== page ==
Agnipath scheme was launched on 14 June and was defined in media as a ‘Pathbreaking recruitment strategy’. However, a certain section of society that is often seen indulging in misinformation led a violent mob against the scheme destroying crores of the worth of government property.
The Modi government’s concept of recruitment encompasses not only recruitment but also making the youth directly responsible for their own safety. Arms storage is lawful in some countries, such as the United States, for the safety of citizens, however, it is not permitted in India. When confronted with a difficult scenario in which he or she is expected to resist, the youth has been docile. Minor occurrences like chain snatching, street fights, and bullying have become prevalent among people who can only defend themselves by being subservient. The arsonists are motivated by all of these activities. This has a social impact because the mindset of being a mafia is more prevalent than that of a responsible citizen.
The Agnipath scheme is path-breaking since it trains our youth to be ‘Atmanirbhar’ in terms of self-defence, community defence, and fighting when necessary, as well as making them financially self-sufficient. It instils in the youth a sense of responsibility for the country and society. The hiring procedure is based on a merit-based selection process that occurs across India. Candidates between the ages of 17 and 21 who want to join the military will be called “Agniveers” and would serve the nation for four years if chosen.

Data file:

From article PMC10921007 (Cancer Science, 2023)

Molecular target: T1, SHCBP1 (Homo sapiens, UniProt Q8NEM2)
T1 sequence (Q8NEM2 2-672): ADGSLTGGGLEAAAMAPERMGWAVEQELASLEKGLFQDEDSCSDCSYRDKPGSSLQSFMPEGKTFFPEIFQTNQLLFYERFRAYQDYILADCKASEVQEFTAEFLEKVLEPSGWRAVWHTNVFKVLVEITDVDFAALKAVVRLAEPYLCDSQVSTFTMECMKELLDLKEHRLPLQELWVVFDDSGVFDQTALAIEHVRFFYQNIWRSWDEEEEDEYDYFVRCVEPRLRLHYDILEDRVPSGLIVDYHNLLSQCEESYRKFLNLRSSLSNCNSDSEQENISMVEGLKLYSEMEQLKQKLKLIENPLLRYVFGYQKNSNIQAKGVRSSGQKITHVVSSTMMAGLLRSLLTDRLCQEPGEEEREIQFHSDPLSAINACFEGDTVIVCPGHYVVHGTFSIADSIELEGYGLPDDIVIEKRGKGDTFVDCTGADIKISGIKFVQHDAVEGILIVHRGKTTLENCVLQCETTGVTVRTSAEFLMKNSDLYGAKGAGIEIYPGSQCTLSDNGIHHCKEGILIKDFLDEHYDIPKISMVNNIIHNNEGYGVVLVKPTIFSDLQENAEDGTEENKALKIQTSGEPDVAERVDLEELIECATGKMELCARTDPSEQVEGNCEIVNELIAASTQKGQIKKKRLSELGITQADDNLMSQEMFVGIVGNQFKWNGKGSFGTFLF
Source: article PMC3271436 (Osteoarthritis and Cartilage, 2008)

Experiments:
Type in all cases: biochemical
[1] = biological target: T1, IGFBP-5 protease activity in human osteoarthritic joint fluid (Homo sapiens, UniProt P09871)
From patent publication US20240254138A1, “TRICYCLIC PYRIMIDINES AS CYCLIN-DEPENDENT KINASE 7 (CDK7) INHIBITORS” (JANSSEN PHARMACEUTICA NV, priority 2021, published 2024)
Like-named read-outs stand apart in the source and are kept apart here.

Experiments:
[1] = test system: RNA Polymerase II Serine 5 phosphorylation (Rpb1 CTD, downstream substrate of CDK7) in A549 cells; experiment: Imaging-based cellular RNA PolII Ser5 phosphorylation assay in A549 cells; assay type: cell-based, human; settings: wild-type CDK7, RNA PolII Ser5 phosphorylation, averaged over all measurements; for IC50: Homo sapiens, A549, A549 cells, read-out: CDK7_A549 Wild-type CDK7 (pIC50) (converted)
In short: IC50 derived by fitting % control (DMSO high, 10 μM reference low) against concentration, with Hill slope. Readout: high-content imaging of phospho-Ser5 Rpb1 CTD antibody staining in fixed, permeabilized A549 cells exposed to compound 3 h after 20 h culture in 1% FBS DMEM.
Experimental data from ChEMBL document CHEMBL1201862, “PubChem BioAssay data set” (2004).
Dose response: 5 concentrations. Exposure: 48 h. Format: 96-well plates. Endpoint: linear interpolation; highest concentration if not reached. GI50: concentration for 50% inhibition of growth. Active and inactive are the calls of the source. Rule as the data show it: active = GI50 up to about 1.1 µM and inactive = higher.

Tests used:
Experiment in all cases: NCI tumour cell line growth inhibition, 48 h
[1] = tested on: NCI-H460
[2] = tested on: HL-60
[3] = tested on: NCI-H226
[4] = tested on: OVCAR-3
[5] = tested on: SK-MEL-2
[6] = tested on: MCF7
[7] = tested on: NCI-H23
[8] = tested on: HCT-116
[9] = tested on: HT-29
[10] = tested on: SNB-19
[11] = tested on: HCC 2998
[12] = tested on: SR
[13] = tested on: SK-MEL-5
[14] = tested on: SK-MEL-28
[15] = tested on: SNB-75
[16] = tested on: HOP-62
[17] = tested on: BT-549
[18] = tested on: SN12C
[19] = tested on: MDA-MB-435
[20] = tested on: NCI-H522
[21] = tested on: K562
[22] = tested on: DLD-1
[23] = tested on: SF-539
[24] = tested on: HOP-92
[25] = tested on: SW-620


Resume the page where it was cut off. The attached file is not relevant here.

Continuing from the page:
The defence programme is aligned with UGC norms and the National Credit Framework / National Skill Qualification Framework (NSQF) under the National Education Policy 2020, has multiple exit points – an undergraduate certificate after successful completion of the first year, an undergraduate diploma after successful completion of the first and second year courses, and a degree after successful completion of all three year courses.
As IGNOU stated, “Under this programme, 50 per cent of the credits required for a graduate degree will come from the Agniveer’s skill training – both technical and non-technical – while the remaining 50 per cent will come from a basket of courses that cover a wide variety of subjects like languages, Economics, History, Political Science, Public Administration, Sociology, Mathematics, Education, Commerce, Tourism, and so on”.
The program’s framework has been approved by the pertinent regulatory organisations, including the All India Council for Technical Education (AICTE), the National Council for Vocational Education and Training (NCVET), and the University Grants Commission (UGC). IGNOU will issue degrees in accordance with UGC nomenclature (BA; B. Com.; BA (vocational); BA (Tourism Management) and will be recognised for employment and study in India and abroad. The Army, Navy, and Air Force will, however, sign Memorandums of Understanding (MoUs) with IGNOU for the scheme’s implementation.
When a candidate leaves the defence cantonment after four years, he or she will not only have the technical and non-technical abilities and degrees from a national level university but also the financial backing to pursue any profession, including blue-collar work or founding a business. When many of us graduate at the age of 21, the majority of us settle into a job rather than starting a business and employing others. The sole reason is that the idea of a start-up is rarely appreciated by middle-class families.
Meanwhile, the Agnipath programme is making youth ‘Atmanirbhars,’ who don’t have to ponder before pursuing their goals even if it is financial.
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